June 9, 2002

Matthew 9:9-13, 18-26

Passing along, Jesus saw a man at his work collecting taxes. His name was Matthew. Jesus said, "Come along with me." Matthew stood up and followed him.

Later when Jesus was eating supper at Matthew's house with his close followers, a lot of disreputable characters came and joined them. When the Pharisees saw him keeping this kind of company, they had a fit, and lit into Jesus' followers. "What kind of example is this from your Teacher, acting cozy with crooks and riffraff?"

Jesus, overhearing, shot back, "Who needs a doctor: the healthy
or the sick? Go figure out what this Scripture means: 'I'm after
mercy, not religion.' I'm here to invite outsiders, not coddle insiders."


As he finished saying this, a local official appeared, bowed politely, and said, "My daughter has just now died. If you come and touch her, she will live." Jesus got up and went with him, his disciples following along.

Just then a woman who had hemorrhaged for twelve years slipped in from behind and lightly touched his robe. She was thinking to herself, "If I can just put a finger on his robe, I'll get well." Jesus turned - caught her at it. Then he reassured her: "Courage, daughter. You took a risk of faith, and now you're well." The woman was well from then on.

By now they had arrived at the house of the town official, and pushed their way through the gossips looking for a story and the neighbors bringing in casseroles. Jesus was abrupt: "Clear out! This girl isn't dead. She's sleeping." They told him he didn't know what he was talking about. But when Jesus had gotten rid of the crowd, he went in, took the girl's hand, and pulled her to her feet - alive. The news was soon out, and traveled throughout the region.

<The Message >


1. Jesus' closest followers were joined by society's riffraff with nary a notice. Jesus' religious rivals (institutionally) had trouble with this crossing of class lines. What group of people (riffraff) in your community are outside the church? What does that say about how close to Jesus your congregation is?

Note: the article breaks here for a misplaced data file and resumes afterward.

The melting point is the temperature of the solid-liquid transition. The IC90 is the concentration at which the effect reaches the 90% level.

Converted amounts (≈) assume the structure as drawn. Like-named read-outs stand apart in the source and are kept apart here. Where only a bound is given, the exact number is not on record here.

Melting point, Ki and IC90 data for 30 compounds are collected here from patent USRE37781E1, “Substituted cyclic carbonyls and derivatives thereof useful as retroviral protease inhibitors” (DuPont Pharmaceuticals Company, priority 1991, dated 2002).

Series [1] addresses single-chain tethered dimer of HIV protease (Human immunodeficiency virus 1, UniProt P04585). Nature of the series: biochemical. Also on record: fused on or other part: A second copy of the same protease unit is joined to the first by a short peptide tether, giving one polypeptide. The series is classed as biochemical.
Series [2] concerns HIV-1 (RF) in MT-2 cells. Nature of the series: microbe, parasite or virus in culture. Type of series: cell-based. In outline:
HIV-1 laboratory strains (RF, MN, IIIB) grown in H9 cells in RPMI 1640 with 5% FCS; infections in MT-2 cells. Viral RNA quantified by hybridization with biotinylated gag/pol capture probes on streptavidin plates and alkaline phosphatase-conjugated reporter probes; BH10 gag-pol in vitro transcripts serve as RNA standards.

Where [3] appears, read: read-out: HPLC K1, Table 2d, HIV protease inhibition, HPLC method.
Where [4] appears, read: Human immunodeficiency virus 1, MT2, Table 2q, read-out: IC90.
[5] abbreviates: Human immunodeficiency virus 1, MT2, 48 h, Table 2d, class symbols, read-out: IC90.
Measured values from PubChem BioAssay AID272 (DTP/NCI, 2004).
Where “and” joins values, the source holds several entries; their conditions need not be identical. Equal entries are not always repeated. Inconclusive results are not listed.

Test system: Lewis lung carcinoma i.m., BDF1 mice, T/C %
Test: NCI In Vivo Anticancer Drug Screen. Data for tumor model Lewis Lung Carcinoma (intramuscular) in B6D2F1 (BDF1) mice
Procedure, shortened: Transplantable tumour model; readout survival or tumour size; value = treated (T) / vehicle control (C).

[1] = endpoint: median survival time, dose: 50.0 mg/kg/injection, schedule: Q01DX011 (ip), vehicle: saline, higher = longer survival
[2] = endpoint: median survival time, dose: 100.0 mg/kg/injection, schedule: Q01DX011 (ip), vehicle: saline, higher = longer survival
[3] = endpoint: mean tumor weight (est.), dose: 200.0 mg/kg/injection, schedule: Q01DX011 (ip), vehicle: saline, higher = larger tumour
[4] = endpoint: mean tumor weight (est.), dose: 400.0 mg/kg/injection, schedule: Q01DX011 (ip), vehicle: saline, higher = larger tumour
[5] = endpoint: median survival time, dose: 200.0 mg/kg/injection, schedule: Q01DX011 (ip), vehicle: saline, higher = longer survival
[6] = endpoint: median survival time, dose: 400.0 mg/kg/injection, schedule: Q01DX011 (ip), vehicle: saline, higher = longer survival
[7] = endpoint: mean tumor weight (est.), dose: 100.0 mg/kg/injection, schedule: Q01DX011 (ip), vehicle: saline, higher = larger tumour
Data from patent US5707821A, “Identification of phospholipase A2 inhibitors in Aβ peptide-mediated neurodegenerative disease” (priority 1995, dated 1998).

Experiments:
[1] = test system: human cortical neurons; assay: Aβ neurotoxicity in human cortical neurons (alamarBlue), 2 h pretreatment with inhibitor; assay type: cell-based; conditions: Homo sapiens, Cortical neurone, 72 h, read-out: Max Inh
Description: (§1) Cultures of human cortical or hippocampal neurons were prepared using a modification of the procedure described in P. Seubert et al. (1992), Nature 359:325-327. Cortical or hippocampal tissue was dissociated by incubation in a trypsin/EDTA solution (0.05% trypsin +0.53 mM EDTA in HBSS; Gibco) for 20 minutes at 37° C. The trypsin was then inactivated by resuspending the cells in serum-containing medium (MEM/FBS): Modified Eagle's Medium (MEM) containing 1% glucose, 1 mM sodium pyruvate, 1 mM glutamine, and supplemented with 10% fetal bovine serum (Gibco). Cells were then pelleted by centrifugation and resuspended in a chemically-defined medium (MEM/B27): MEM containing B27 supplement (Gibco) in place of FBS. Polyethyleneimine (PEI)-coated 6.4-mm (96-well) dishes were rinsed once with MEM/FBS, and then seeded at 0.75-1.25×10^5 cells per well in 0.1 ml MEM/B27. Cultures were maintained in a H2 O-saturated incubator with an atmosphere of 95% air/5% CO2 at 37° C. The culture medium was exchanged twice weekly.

Does the church still follow Jesus' line, "I'm here to invite outsiders, not coddle insiders"? Where do our church finances go? Where do we spend our time? Can you have a Bible study that does not have half the participants who are not "religious"? Can you have a church that doesn't give at least half its resources away to the benefit of individuals and families who do not have "enough"?

2. Mercy? Religion? Why does it seem that this is always the choice?

What keeps us from automatically thinking, "Ah, merciful people," when we hear the term religion come around in conversation?

Meditation on this and implementing the vision of that meditation is perhaps a key task of church people in this and every age and class.

3. What could have been a simply healing story showing the power and glory of Jesus turns a sharp corner when Jesus comments, "You took a risk of faith."

While it is always dangerous to equate faith with healing (one only has to note the variety of ways in which healings are recorded to see that this is definitely not a one-to-one relationship), it may be accurate to say that every healing story gives evidence of a risk, not a sure thing. It is like in fairy stories, you don't get to the "lived happily ever after" until you've gone through a three-fold testing/risking.

Jesus points to an important mid-point in the healing process, that of risking to do things differently because keeping on keeping on simply has been shown not to work. Happy risking to you.

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